you know everytime there has been a change in diesel specs there has been a huge scream of not enough lubricity(not to say that opti and others can't help) but most people in each of these spec changes ignorantly and happily just filled their tanks and off they went. they didn't know they were supposed to have problems and they DIDN'T. could be a little bit of hypochondriac in us related to our trucks, you know fixing problems that either don't exist or are not nearly so bad as some additive manufacturer would have us believe. just witness the # of oil additives for every one thatclaims to have "doubled fuel mileage,power engine life I could probably find someone with that mileage, power life etc who just keeps it tuned up and well maintained. now in the case of say a gas engine that carboned up for any of several reasons(carb set rich, lots of idleing, cold plugs, bad thermostat etc )that stuff you poured down the intake really did help, but it wouln't fix your carb or thermostat. on the other hand if your car was tuned up and running good you wouldn't see any improvement at all. hey if a guy thinks about it there are plenty of pre low sulfur diesels out there burning ultra low, if we believe the additive guys they shouldn't even make it out of the parking lot but they just keep going and going. merry christmas you all
Well you are right adding a lubrication to the fuel is not for everyone, but for those of us who are concerned about an injector that is entering fuel straight into the cylinder at over 3100 psi through a tiny nozzle want to try and make it last for the next 150,000 miles. The information that bismic gives I believe says it all.
I've used opti-lube for a few tanks now. Can't say I've seen any difference at all. I wasn't expecting to though. What it supposedly does for the truck isn't something I'd be able to visually see or anything I'd notice.
Okay, I can finally respond to this thread. I've used over a gallon of opti-lube XPD over the last 4000 miles. I've kept a mileage log since the day I bought the truck. I've had several highway trips as well my normal mixed city driving over the same routes trying to drive as consistently as possible. Prior to the XPD, I ran Diesel Kleen every tank. When I first started using the DK, I noted about a 0.8 mpg bump in mixed city driving. I don't know the bump in mileage with DK for highway use as I started using DK before I put any highway miles on the rig. After looking at my log, I can say that I didn't see any gain in mileage with the XPD. However, I didn't see any loss or drop in mileage. The XPD maintained the gains I had experienced with DK.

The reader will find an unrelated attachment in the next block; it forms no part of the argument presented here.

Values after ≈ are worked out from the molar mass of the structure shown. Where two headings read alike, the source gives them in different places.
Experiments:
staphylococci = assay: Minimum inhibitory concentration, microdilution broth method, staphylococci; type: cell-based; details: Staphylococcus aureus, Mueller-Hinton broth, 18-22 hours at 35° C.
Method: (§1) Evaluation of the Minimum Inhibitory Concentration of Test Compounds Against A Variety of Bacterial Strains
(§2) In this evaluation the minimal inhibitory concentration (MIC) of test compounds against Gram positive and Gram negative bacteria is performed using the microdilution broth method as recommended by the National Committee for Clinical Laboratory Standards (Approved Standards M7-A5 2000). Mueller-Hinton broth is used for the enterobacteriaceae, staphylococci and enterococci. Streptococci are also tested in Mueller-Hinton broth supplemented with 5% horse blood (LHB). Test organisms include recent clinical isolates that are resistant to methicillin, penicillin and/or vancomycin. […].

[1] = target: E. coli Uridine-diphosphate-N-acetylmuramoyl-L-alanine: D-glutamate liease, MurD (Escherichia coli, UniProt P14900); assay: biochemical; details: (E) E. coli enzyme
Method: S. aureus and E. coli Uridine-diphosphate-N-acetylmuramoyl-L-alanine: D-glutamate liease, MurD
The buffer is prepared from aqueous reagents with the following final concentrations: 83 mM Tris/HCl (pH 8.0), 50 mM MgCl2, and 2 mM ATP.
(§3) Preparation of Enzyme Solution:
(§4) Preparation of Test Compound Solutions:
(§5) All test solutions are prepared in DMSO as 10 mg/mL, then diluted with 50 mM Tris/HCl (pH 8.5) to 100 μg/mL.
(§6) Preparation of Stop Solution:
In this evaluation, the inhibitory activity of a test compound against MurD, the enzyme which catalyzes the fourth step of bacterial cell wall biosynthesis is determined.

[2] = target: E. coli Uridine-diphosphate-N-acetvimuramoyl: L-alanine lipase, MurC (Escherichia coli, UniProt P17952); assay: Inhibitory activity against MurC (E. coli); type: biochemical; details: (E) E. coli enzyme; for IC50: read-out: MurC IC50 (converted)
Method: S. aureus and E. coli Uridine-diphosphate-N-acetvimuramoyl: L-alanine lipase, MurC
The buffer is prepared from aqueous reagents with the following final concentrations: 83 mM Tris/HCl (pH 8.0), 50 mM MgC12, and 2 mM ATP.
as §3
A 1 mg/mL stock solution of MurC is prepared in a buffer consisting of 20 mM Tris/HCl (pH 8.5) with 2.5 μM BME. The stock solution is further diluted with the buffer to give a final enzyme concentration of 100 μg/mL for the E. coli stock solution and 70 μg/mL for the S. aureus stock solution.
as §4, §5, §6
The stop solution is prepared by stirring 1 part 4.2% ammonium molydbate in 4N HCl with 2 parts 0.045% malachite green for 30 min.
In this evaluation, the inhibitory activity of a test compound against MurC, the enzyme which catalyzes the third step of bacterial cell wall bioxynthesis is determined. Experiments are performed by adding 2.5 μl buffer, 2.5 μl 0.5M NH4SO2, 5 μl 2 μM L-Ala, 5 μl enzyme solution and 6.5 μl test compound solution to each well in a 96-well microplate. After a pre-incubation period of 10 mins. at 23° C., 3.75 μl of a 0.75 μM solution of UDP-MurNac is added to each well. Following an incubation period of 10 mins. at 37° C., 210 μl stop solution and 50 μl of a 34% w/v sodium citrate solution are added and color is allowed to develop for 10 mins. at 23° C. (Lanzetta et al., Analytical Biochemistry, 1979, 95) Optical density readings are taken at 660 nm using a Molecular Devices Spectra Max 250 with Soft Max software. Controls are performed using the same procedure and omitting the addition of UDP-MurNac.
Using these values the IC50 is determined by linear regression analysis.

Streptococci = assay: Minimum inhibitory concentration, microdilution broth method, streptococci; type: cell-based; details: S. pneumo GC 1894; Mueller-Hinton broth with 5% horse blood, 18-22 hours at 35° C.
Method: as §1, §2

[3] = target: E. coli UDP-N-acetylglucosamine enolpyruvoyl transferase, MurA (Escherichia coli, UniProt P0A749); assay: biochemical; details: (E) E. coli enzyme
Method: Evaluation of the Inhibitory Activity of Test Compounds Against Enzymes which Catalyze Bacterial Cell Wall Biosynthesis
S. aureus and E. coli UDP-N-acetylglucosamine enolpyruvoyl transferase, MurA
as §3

With that said, I didn't buy the XPD for mileage benefit. That would have just been an added bonus. However, I do think I'm getting a mileage bump as it maintained the gains I saw with DK. I bought it based on its lubricity properties exhibited by wear scar test data on another thread. It was the next best thing for lubricity behind bio-diesel.
With that said, I would use the bio-diesel with DK for the cetane boost. Unfortunately, there are no bio-diesel distributors remotely close to me. So, it's XPD for me for the time being.
2006 F250 Lariat FX4, CC, SB, 6.0 PSD, Torqshift, 3.73 LS, Backseat DVD system, Extreme Bedliner, Westin Bully Bar, Dieselsite Coolant Filter, Fumoto Valve, Accufab Intake Elbow, Bilstein HD Shocks, Smitty-Bilt Grille Inserts, MBRP Turbo Back Cool Duals (Kitty ran away), ICON Dual Steering Stabilizer Kit w/Bilstein 5100 Shocks, Nitto Terra Grappler AT 295/70-R18, Retrax Cover
I am lucky to have a biodiesel supplier about 5 miles from my house. But with the increased price (.30) more a gallon and the cold weather I am only running b-5. I buy 5 -10 gallons of b-100 at a time in 5 gal. jugs and mix accordingly. with my 33 gallon tank 1.65 gal. of b-100 makes b-5! the truck definetly runs smoother and quieter but I have seen no diff. in mileage, but Im sure the higher cetane and lub. properties is going to benifit me in the long run!
2010 F-350---2.5" Readylift,5100's, Dual 5100 Stab, Deleted,running IDP/Gearhead tunes. AFE PRO Stage II , 3" Intercooler pipe, Dieselsite Coolant Filter, RiffRaff Boots, 35" BFG's on 20" XD's-Burning Bio when I can!!!